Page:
Cross off the task
Suzuki took its high-riding hatch to the next logical level but this compact SUV still has off-road cred
THE Vitara shows why it takes more than a new set of clothes of get ahead in the world. This is Suzuki’s take on repurposing a chassis to suit a similar segment, much as Benz does with its A and GLA-Class cars.
For Suzuki the brief was to transform the hatch-like S-Cross into a smaller, more upright SUV style aimed at 25 to 39-year-olds. Attractive in an androgynous way without being alluring, the result still enjoys Suzuki’s reputation for reliability.
It will need something going for it, being a late entrant to the ultra-competitive small SUV segment.
Standard gear includes a touchscreen with satnav and reversing camera, cruise control, 17-inch alloy rims and seven airbags. EuroNCAP rates it a five-star vehicle.
Pricing starts at $22,990 drive-away for the front-wheel drive ST-S variant paired with a five-speed manual gearbox or $24,990 with six-speed auto.
That undercuts everyone from the Mazda CX-3 to the Honda HR-V — but it is a different proposition in allwheel drive.
The Vitara ST-X automatic costs $31,990 plus on-roads, putting it firmly in the prime feeding ground of top-spec small SUVs, where its relative lack of up-market interior plastics may count against it. The hard textured plastic found on the Suzuki is about as inviting as a Laminex bench, though it will probably prove as durable, even if the lower door panels feel flimsy.
Kit on the ST-X extends to a panoramic sunroof, chrome front grille, front and rear parking sensors, suede inserts on the doors and seats, auto wipers and lights (with LED low beam) and power side mirrors.
The Vitara’s other edge is capability on a rutted track, a trait lacking in many crossover competitors. The on-demand AWD is reserved for the topspec ST-X but does a decent job and, with the rotary drivetrain control dial set to lock, is limited only by the tyre tread and the 185mm of ground clearance.
That’s impressive for this class but still a long way short of the Subaru XV’s 220mm ride height.
It’s all for show, though, with a space-saver spare highlighting the Suzuki’s orientation for the city lights.
Look inside an S-Cross and Vitara and the family resemblance is obvious, though in keeping with its younger demographic profile, the Vitara picks up trendier circular, protruding air vents.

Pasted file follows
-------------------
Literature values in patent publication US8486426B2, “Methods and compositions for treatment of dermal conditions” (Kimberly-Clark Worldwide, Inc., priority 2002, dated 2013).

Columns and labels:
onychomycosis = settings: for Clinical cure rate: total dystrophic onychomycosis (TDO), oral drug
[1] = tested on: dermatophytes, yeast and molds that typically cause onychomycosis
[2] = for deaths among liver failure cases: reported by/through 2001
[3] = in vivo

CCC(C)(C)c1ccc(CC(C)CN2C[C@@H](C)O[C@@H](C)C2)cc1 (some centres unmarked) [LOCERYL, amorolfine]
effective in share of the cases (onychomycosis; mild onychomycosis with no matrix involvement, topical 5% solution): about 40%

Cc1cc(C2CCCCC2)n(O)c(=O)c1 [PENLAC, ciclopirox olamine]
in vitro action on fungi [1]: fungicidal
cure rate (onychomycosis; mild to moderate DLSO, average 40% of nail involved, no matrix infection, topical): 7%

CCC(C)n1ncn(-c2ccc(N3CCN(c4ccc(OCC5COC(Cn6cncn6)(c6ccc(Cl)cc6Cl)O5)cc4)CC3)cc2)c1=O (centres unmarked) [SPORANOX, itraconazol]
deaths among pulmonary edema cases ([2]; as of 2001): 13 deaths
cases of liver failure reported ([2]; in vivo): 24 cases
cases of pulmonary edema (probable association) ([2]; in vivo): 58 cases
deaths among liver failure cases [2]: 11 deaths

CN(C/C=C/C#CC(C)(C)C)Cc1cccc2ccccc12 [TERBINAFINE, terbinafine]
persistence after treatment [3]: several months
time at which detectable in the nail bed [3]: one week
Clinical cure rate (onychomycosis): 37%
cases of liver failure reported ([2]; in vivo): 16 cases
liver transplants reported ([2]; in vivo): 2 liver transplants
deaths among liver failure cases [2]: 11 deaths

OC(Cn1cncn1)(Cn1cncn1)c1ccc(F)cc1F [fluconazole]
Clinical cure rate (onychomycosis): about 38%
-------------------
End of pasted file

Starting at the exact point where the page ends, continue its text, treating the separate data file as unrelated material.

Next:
There’s also a hesitant entry into the world of factory accessories, with a black-roofed two-tone paint job, four dash
and vent louvre trims (in turquoise, orange, white or piano black), grille and front fender garnishes in black or white and an “urban package” comprising chrome-plated fog lamp bezels, chrome door mouldings and a silver cargo protection panel.
ON THE ROAD
The basics feel great and are satisfyingly solid.
Steering feel won’t set benchmarks but is direct, though the basic suspension does a commendable job of keeping the Vitara tied down through the corners.
Ride suffers, if a cushiony cabin feel forms part of that criteria. If not, the Vitara is one of the tauter SUV rides around town without being bolteddown brittle.
The chassis is crying out for a small displacement turbo engine, perhaps something like the in-house BoosterJet 1.0-litre direct injection turbo Suzuki showed on its iK2 small car earlier this year.
The existing 1.6-litre naturally aspirated job is a stoic performer but struggles to move the Vitara at a reasonable clip relative to the opposition.
Revs need to be north of 3500rpm to start delivering decent torque, meaning the five-speed manual transmission will get a workout — and owners should ignore the recommended shift points on the driver’s display.
Keep it spinning and it is a fun drive, if not the quietest cabin in the class.
The auto takes some of the repetition out of the drive by holding gears in response to the throttle and, with the driving mode set to sport, will try to keep the engine busy. It can hesitate as it kicks down cogs but is generally fuss free.
The infotainment display has a nifty party trick: the integrated satnav has adopted the smartphone-style swipe and pinch mechanism to move and zoom on the maps.
An upright seating position makes a cruise with four adults a comfortable proposition.
The 375L boot just stows two large suitcases without needing to remove the false floor that doubles as a convenient way to store items out of sight.
The Suzuki Vitara feels like the country boy brought to the big city: a bit rough around the edges but more than willing to pitch in.
The Vitara has an edge in its capability on a rutted track, a trait
lacking in many crossover competitors